A ‘Toxic’ Combination? How to Handle Recordings of or Made by Minor Children in Child Custody Lawsuits

September 7, 2022

Britney Spears’ Ongoing Legal Matters

In recent years, there has been no shortage of news coverage about pop singer Britney Spears and her ongoing legal matters. Notably, despite the very public nature of the turmoil that has surrounded Ms. Spears for quite some time now, there have been very few, if any, publicly identified legal custody disputes pertaining to the singer’s two (2) minor sons from her marriage to ex-husband Kevin Federline. In fact, Mr. Federline has, for years, been virtually silent – at least publicly – about Ms. Spears, her ongoing legal matters, and/or their shared children.

However, that all changed very recently. Specifically, in mid-August 2022, Mr. Federline posted a series of videos to his social media in which Ms. Spears could allegedly be heard arguing with their shared minor sons. The videos had been filmed covertly. In Mr. Federline’s social media post (which has since been deleted), he acknowledged that the videos were recorded by the minor children, although he did not elaborate as to how these videos ended up in his possession. Given the timing of Mr. Federline’s social media post, it appeared that these videos were posted in response to certain comments that Ms. Spears had made publicly about Mr. Federline and his household.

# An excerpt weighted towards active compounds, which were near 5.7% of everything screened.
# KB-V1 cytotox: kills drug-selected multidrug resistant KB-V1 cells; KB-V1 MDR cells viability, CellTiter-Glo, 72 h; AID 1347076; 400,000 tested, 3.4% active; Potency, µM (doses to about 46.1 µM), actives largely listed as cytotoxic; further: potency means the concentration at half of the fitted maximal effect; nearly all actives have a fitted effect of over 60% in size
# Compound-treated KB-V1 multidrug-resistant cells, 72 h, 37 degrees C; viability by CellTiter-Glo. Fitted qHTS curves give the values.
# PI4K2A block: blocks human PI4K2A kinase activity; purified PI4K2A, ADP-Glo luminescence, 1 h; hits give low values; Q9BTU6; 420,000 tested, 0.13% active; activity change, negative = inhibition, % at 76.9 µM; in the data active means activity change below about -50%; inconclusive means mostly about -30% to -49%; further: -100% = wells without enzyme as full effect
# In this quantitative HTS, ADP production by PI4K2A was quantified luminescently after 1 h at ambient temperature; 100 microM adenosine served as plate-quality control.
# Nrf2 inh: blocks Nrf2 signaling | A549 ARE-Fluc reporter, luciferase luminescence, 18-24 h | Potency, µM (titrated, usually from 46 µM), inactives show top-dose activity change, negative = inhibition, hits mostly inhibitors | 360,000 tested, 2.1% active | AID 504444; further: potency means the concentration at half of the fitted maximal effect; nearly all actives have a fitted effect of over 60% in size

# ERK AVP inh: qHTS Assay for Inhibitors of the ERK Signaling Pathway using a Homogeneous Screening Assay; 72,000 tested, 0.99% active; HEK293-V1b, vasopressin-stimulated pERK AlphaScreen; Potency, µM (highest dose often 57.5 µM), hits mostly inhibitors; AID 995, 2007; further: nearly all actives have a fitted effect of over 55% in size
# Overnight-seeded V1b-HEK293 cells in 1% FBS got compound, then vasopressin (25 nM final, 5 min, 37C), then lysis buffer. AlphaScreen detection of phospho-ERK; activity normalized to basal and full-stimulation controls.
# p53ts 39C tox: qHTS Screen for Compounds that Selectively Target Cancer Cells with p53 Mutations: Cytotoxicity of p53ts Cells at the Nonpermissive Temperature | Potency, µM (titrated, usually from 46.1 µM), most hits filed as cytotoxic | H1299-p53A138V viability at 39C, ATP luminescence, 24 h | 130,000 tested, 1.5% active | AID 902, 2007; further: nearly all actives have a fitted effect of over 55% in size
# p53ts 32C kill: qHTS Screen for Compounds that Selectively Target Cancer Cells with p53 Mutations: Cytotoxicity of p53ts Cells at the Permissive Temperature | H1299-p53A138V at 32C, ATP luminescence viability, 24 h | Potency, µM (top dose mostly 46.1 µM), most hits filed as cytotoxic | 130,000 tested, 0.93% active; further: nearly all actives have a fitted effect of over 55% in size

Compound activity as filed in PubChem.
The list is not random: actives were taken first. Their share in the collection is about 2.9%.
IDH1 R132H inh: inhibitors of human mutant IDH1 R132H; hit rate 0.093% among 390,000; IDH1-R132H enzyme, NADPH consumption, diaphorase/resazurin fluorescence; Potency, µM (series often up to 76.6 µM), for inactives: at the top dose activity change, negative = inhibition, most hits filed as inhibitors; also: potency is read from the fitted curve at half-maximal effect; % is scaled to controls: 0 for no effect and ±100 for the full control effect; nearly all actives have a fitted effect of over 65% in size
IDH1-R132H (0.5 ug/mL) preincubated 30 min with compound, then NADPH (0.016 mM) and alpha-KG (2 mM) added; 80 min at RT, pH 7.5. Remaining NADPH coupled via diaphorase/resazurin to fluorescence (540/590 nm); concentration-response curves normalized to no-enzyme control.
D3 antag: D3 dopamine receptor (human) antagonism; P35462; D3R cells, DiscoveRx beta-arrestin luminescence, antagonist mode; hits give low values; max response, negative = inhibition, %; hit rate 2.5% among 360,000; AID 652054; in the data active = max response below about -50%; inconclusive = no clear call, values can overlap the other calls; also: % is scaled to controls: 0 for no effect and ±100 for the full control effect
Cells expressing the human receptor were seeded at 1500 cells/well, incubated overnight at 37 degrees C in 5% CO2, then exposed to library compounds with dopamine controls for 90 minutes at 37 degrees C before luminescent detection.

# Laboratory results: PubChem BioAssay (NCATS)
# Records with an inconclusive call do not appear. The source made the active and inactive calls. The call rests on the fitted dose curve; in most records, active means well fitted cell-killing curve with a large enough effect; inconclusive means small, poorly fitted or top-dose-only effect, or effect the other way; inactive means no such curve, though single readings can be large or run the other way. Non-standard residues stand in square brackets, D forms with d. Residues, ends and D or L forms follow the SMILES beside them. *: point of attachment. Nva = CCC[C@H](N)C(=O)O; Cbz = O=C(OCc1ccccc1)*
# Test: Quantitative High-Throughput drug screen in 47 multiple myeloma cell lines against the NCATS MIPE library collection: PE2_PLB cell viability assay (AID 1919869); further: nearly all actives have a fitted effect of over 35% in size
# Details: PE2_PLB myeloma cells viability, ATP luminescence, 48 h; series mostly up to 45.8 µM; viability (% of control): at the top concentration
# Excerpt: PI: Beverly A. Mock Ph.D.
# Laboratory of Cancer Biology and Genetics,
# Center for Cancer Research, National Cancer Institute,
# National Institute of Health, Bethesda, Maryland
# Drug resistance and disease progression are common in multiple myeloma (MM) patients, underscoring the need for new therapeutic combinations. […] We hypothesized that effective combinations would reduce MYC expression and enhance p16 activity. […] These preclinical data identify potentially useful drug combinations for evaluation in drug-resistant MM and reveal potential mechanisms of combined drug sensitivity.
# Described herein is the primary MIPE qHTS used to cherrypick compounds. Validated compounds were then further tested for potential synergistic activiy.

Ultimately, the public response to Mr. Federline’s social media post was swift, with most jumping to Ms. Spears’ defense. Indeed, the overwhelming public feedback was that the videos simply depicted Ms. Spears appropriately parenting her kids as opposed to anything problematic. Moreover, the public, generally, seemed to agree that, if anything, Mr. Federline was out-of-line for even posting the videos in the first place.

Are Recordings Taken by Minors Compelling in Child Custody Cases?

While these videos of Ms. Spears were not posted in connection with an ongoing child custody matter, it is not uncommon for these types of videos to surface in connection with such lawsuits. In fact, for obvious reasons, videos and recordings of parents allegedly behaving badly are commonly offered as evidence in connection with child custody cases. But what about when these videos or recordings heavily feature the minor children, and/or are taken by the minor children, like the videos posted by Mr. Federline? Is such media similarly compelling in a child custody case?

It depends.

As a general matter, when it comes to media that heavily features a minor child or was recorded by a minor child, it is best to tread lightly when utilizing the same in connection with a child custody case. This is true for a variety of reasons, but Mr. Federline’s situation exemplifies the main reason: using such media can backfire spectacularly.

To this end, it is important to consider and be able to satisfactorily answer the following three (3) categories of questions when determining how to handle this type of recording or video in a child custody matter.

What are the Circumstances Surrounding the Recording?

First, what are the circumstances surrounding the video or recording? Specifically:

  • Why was it made?
  • By whom was it made?
  • At whose direction was it made?
  • When was it made?
  • How and when did it come into the possession of the parent who intends to utilize it?
  • When the video or recording came into the possession of said parent, what did that parent do in response to seeing the media?
  • Who else has seen the video or recording?